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  • 5

  • 2004 - 2010: PhD in CS, University of Virginia 2010 - 2014: Eucalyptus 2014: Fancy.com 2014 - current: Hewlett-Packard Enterprise

  • Brief computer history

    1930-40: Turing Machine as an idea

    1940 - 1960: ENIAC, EDVAC, EDSAC - war calculators

    1960 - 1970: Mainframe (IBM)

    1960 - 1980: Minicomputers

    ENIAC

    PDP-9

    IBM 360

  • Hackerdom (60-70s) Hacker culture

    Fueled by accessible mini-computers

    MIT Tech Model Railroad Club (1961) - Hacking PDP-1. The birthplace of Hackerdom

    ARPAnet (1970s): bring together hackers nation-wide

    XEROX PARC(1970s): hacking GUI, mouse, glimpse of PC

  • Rise of dark enterprise (1980-) Software is

    Proprietary is the new norm

    High quality proprietary SW

    Microsoft Dos, Windows

    AT&T, BellLab, Sun: Unix

    Oracle DB

    Open-source: anarchistic niche (e.g., GNU by Richard Stallman)

    Bill gates letter to hobbyists

  • New hackerdom (1990-) Linux (1991): Hello everybody

    out there using minix. Im doing a (free) operating system (just a hobby, won't be big and professional like gnu) for 386(486) AT clones

    Just For Fun leads to accidental revolution

    Cathedral & the Bazaar

  • Open source = (2000-)

    IPO in 1999 at 3B

    Sold to Sun at 1B

    500M 420M

    350M

    5B

  • Open source, the new norm (2010 - )

  • Open source =

  • ?

  • EUCALYPTUS

    AWS on your machines, why not?

    Started in 2008 as a research project at UCSB

    The first open source private Cloud

    JAVA, C, PythonRich Wolski,

    Professor, UCSB and the Founder

  • It was just for fun AWS (Cloud) was not that big in 2008

    Research community was still on GRID computing

    GRID was big in 2000s

    but complex & unusable software

    The professor who often creates a software that people actually use

    I was a big fan

  • 2008 Project started

    2009 Company formed with

    $5.5M from Benchmark

    2010 Marten Mickos as CEO I joined as 18th employee 20M from NEA

    2011 Company grew to 80s

    20K installation, popularity

    Included in Ubuntu 9

    2012 Nokia & a few customer win 30M fund

    2014 Acquisition by HP

  • Growth is funMarten Mickos

    Former CEO of MySQL

    Sold MySQL at 1B

    Strong proponent of work-from home

    Wonderful person

  • James Gosling

  • Work from home 70% people worked from home

    Just the way open source works

    Best way to hire open source gurus

    Difficult without motivation

    Code is the only performance evaluation

  • Tips for building remote team Self-motivation

    with family

    Transparency

    All communication online

    Team-based offline meetings

    All-hands should be fun

  • Work-from-home companies Wordpress (Automattic)

    Ubuntu (Canonical)

    Red Hat

    MySQL

    37Signals

    Fancy.com

  • Eucalyptus achievements Only < 30 engineers ( < 10 software devs)

    API-compatible with EC2, S3, ELB, Autoscaling, VPC, etc.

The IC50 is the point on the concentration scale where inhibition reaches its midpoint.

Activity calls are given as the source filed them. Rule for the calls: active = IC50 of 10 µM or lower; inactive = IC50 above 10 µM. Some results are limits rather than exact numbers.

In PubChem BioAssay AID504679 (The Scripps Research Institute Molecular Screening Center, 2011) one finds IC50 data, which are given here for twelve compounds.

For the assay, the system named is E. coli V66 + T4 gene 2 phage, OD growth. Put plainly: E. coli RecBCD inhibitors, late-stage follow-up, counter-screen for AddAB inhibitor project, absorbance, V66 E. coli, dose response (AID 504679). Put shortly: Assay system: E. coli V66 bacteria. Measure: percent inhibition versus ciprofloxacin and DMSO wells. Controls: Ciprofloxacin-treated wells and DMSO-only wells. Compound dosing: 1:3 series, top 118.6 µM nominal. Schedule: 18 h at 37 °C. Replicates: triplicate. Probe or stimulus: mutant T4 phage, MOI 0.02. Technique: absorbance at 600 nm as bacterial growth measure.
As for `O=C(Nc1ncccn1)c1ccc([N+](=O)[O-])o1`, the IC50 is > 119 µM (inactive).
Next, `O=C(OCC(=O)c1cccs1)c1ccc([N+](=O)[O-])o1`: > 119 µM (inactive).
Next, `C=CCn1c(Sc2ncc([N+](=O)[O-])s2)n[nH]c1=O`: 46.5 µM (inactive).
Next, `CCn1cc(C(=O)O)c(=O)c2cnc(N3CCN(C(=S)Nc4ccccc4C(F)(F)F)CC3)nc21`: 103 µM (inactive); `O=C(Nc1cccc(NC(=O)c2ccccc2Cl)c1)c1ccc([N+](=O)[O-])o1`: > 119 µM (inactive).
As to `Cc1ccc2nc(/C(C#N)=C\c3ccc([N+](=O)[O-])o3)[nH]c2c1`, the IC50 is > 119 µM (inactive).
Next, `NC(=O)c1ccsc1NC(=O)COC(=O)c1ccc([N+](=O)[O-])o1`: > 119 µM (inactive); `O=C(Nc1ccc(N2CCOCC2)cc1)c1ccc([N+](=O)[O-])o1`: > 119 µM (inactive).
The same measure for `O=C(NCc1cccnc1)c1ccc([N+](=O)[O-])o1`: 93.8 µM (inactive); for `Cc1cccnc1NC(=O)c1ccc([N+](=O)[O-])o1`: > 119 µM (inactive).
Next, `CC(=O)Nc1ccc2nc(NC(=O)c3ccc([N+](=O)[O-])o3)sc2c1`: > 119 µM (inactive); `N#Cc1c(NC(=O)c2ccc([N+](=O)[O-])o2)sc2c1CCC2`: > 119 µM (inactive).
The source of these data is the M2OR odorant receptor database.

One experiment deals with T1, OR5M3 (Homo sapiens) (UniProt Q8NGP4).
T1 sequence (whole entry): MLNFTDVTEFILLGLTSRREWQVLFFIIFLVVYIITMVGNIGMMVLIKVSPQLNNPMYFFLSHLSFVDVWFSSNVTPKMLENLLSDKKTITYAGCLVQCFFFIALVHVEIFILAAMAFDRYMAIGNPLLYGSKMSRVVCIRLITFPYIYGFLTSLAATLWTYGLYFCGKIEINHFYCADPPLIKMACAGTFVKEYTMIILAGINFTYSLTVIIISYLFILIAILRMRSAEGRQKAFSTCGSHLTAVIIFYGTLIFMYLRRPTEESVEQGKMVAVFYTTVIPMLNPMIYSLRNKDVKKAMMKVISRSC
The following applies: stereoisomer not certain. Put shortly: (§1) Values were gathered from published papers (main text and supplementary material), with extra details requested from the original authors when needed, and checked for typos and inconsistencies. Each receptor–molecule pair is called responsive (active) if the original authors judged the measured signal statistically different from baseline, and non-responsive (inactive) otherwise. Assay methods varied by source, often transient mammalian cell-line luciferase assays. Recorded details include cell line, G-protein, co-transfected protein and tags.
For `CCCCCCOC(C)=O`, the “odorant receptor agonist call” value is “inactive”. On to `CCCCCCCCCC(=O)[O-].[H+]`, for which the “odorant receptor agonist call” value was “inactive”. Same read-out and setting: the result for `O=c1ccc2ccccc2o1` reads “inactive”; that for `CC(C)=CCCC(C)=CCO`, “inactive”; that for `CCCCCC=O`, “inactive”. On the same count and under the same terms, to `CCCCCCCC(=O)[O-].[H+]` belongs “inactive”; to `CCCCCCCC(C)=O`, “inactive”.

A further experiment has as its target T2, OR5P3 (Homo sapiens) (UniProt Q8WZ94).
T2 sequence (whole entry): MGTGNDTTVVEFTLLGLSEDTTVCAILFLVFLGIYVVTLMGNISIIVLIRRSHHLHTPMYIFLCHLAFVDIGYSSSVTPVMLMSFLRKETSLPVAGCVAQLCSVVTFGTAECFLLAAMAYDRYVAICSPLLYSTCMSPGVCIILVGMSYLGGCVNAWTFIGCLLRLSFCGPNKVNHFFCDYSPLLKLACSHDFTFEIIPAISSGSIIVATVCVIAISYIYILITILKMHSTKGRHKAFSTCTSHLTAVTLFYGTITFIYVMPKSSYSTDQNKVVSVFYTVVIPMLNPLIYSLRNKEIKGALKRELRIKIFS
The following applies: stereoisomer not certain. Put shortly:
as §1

About 1M lines of code

    20K+ installation world-wide

    Some big clouds

    Nokia: > 10K cores, running a few years

  • I had fun All stack engineering

    Windows HyperV: C#, Powershell, Windows servers

    Virtual machines, networking, in C

    Service implementation in Java

    Web interface implementation in JS

    Python for fast prototyping

    Some Ruby too

  • Recipe for success, right?

    First, most popular open source AWS clone

    55M fund (from the prestigious VCs)

    Marten Mickos as CEO (just sold MySQL at 1B)

    Strong team of engineers

  • 2008 Project started

    2009 Company formed with

    $5.5M from Benchmark

    2010 Marten Mickos as CEO I joined as 18th employee 20M from NEA OpenStack announced!

    2011 Company grew to 80s

    20K installation, popularity

    Included in Ubuntu 9

    2012 Nokia & a few customer win 30M fund

    Everyone else aligned w/ OpenStack

    10+ VC-backed competitors2014

    Acquisition by HP

  • Lessons #1 Not all open source begins with just for fun

  • Lessons #2 Exemplary Second System Effect

    tendency of small, elegant, and successful systems to have elephantine, feature-laden monstrosities as

    their successors

    V1: simple features and big open source success

    V2: Architecture overhaul to support high availability

    Sales: Customers will buy if only this feature is added

  • Lessons #3 Engineering not adapting fast enough

    V1: Simple architecture and small feature set

    Founders did most of work

    Waterfall model

    V2: Complex architecture and rich feature

    Engineering grew 3x

    Still the workload is not balanced

  • Lesson #4 Cloud changed everything including Open

    Source

    Cloud = Product + Operation

    Eucalyptus = Open source Product of AWS

    Private cloud is contradictory

  • Lesson #5 Culture eats strategy for breakfast

    Founder + early members define culture

    Openness

    Trust

    Bind teams together

    Culture attracts even your enemies

  • Lesson #6 Startup is infectious

  • Time in HPE No change in day-to-day operation

    Still enjoying work-from-home

  • Startup, is it all accident?

  • I believe in hackerdom

  • Thank you!